What is the difference between reed and relay switches?
A relay switch is composed of an electromagnet that actuates a high power switch made of two metallic contacts. Thus a very small current current that supplies the electromagnet coil, closes the power switch which is placed in series with a second high voltage, high current circuit. Both the electromagnet and the contacts are packed together in a single case (usually made of plastic material) (having the dimensions of a half of a match box).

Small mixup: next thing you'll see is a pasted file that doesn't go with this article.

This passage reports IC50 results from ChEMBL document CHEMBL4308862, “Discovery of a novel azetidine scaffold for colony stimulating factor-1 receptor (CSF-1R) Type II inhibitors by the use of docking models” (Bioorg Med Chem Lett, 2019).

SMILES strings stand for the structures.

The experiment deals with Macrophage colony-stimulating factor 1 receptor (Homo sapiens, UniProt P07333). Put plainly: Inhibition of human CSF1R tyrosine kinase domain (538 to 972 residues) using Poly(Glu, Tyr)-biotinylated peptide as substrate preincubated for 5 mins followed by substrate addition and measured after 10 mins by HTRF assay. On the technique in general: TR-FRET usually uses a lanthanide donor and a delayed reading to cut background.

A reed switch is composed only by the contacts themselves that triggers the conduction in the secondary circuit. Usually these contacts are made up of already magnetised metals, such that when an external magnetic field is applied the switch closes. Only the contacts are packed in a small glass cylinder (usually of a few mm^3, like a tiny resistor). The external magnetic field is supplied by an external permanent magnet or by a coil that is wrapped around the glass package by the person that uses the reed switch. Because reed switches are much smaller than relays usually they are used to drive lower power secondary circuits than relays.